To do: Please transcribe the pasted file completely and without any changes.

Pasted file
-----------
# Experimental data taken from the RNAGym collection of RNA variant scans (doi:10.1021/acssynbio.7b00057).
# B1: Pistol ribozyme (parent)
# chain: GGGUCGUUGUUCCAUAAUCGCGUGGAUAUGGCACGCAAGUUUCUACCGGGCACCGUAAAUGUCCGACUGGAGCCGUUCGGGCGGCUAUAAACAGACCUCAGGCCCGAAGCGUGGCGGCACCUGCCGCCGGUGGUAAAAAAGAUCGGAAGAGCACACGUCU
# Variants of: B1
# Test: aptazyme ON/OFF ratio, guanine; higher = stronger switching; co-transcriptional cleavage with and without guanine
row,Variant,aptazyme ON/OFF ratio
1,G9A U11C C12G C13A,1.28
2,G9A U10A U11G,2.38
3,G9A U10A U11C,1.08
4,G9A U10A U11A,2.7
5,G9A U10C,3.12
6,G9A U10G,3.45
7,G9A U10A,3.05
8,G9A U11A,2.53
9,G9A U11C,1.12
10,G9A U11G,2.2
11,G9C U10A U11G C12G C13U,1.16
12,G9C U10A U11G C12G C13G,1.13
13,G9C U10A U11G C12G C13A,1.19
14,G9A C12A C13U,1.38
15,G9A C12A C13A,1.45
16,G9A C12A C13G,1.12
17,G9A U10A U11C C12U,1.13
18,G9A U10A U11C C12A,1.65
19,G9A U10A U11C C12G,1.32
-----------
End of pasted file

# Experimental data taken from the RNAGym collection of RNA variant scans (doi:10.1021/acssynbio.7b00057).
# B1: Pistol ribozyme (parent)
# chain: GGGUCGUUGUUCCAUAAUCGCGUGGAUAUGGCACGCAAGUUUCUACCGGGCACCGUAAAUGUCCGACUGGAGCCGUUCGGGCGGCUAUAAACAGACCUCAGGCCCGAAGCGUGGCGGCACCUGCCGCCGGUGGUAAAAAAGAUCGGAAGAGCACACGUCU
# Variants of: B1
# Test: aptazyme ON/OFF ratio, guanine; higher = stronger switching; co-transcriptional cleavage with and without guanine
row,Variant,aptazyme ON/OFF ratio
1,G9A U11C C12G C13A,1.28
2,G9A U10A U11G,2.38
3,G9A U10A U11C,1.08
4,G9A U10A U11A,2.7
5,G9A U10C,3.12
6,G9A U10G,3.45
7,G9A U10A,3.05
8,G9A U11A,2.53
9,G9A U11C,1.12
10,G9A U11G,2.2
11,G9C U10A U11G C12G C13U,1.16
12,G9C U10A U11G C12G C13G,1.13
13,G9C U10A U11G C12G C13A,1.19
14,G9A C12A C13U,1.38
15,G9A C12A C13A,1.45
16,G9A C12A C13G,1.12
17,G9A U10A U11C C12U,1.13
18,G9A U10A U11C C12A,1.65
19,G9A U10A U11C C12G,1.32